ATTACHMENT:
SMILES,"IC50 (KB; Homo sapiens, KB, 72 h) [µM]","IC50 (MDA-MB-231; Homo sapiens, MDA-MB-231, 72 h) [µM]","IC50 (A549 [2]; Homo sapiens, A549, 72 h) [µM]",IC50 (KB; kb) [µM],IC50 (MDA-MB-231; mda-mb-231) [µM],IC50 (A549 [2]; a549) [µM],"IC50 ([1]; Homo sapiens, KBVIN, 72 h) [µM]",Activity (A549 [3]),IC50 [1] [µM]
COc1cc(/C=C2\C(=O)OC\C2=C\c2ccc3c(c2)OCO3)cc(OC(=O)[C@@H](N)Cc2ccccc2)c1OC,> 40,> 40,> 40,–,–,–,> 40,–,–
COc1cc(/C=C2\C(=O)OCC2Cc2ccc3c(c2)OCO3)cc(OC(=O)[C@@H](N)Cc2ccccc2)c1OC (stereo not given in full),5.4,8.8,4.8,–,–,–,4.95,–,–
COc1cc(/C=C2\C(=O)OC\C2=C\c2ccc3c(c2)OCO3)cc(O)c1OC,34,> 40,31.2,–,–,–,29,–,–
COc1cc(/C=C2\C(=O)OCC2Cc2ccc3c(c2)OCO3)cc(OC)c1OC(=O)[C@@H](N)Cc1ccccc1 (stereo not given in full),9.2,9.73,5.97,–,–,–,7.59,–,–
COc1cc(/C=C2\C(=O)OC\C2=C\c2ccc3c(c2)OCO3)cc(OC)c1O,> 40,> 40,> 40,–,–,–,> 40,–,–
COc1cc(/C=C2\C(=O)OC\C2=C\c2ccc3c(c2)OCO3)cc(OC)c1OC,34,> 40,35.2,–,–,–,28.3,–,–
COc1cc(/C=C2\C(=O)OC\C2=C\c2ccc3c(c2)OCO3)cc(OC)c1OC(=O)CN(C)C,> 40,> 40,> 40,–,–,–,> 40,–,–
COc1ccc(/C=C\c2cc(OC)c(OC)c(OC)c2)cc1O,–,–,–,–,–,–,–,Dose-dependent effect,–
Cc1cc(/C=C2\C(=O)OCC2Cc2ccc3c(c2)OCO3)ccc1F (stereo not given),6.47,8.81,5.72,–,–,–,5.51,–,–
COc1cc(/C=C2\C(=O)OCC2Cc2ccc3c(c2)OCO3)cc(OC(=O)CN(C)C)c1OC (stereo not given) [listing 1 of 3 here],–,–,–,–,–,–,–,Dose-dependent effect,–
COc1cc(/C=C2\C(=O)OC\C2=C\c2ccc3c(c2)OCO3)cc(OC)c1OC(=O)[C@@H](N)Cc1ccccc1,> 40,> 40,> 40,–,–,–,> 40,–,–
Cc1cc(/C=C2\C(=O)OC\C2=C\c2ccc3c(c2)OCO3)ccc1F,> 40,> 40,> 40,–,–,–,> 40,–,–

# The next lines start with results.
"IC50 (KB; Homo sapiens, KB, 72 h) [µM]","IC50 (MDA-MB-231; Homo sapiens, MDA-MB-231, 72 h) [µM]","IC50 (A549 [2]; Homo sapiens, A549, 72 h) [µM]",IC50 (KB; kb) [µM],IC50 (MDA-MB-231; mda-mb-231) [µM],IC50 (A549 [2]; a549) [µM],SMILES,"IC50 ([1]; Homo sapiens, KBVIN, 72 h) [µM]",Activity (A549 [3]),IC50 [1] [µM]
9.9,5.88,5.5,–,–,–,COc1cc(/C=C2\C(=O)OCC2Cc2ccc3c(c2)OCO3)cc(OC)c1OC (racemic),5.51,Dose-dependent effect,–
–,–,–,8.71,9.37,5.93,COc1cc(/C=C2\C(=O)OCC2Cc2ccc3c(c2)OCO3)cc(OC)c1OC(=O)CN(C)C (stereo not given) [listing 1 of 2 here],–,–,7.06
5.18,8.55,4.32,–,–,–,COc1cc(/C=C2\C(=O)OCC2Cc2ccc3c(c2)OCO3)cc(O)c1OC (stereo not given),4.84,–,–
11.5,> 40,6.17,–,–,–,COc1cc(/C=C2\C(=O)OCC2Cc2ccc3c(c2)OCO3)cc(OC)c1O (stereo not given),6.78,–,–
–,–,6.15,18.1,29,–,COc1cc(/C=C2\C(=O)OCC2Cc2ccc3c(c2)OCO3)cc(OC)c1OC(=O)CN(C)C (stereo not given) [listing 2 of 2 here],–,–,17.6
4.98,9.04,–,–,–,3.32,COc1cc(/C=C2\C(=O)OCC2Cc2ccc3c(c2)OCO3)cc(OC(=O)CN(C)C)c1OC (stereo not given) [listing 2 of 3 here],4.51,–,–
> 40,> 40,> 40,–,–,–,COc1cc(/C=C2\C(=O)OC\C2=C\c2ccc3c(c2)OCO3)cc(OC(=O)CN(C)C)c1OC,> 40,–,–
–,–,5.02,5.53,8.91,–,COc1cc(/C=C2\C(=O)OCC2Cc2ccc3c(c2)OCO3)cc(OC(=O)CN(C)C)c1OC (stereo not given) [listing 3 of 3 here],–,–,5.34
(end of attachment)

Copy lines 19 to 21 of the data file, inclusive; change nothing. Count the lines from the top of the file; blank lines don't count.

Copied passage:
11.5,> 40,6.17,–,–,–,COc1cc(/C=C2\C(=O)OCC2Cc2ccc3c(c2)OCO3)cc(OC)c1O (stereo not given),6.78,–,–
–,–,6.15,18.1,29,–,COc1cc(/C=C2\C(=O)OCC2Cc2ccc3c(c2)OCO3)cc(OC)c1OC(=O)CN(C)C (stereo not given) [listing 2 of 2 here],–,–,17.6
4.98,9.04,–,–,–,3.32,COc1cc(/C=C2\C(=O)OCC2Cc2ccc3c(c2)OCO3)cc(OC(=O)CN(C)C)c1OC (stereo not given) [listing 2 of 3 here],4.51,–,–